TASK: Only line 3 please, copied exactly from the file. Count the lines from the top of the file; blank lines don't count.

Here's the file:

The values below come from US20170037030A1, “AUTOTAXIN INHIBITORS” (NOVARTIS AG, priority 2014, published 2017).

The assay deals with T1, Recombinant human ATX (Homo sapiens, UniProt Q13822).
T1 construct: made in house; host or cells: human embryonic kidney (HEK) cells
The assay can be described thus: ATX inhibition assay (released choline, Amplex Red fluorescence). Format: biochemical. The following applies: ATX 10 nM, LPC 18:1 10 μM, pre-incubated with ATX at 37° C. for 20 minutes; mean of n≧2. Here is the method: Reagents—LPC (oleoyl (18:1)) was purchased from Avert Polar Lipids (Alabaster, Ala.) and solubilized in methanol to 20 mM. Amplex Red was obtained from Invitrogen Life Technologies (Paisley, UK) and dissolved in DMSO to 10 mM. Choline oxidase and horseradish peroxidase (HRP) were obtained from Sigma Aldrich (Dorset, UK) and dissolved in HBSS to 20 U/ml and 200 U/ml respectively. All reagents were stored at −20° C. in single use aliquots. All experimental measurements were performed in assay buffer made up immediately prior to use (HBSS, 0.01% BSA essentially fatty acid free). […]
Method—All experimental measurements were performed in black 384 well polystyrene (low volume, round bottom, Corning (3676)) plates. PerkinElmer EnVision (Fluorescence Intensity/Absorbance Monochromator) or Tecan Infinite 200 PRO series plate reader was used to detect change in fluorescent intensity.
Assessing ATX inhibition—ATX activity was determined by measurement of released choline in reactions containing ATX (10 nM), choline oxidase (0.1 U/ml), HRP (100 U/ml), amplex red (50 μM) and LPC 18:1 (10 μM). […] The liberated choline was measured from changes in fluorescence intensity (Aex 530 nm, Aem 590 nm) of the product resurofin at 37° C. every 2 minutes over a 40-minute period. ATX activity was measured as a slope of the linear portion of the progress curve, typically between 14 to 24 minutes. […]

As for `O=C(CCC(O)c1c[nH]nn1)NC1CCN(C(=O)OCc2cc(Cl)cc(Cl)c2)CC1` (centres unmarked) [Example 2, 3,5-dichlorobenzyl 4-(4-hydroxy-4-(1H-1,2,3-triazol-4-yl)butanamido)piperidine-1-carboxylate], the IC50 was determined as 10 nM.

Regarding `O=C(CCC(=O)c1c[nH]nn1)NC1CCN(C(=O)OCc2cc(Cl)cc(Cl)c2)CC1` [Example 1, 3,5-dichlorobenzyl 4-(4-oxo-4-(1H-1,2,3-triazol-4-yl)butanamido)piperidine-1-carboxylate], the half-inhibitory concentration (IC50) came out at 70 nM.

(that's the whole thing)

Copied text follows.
T1 construct: made in house; host or cells: human embryonic kidney (HEK) cells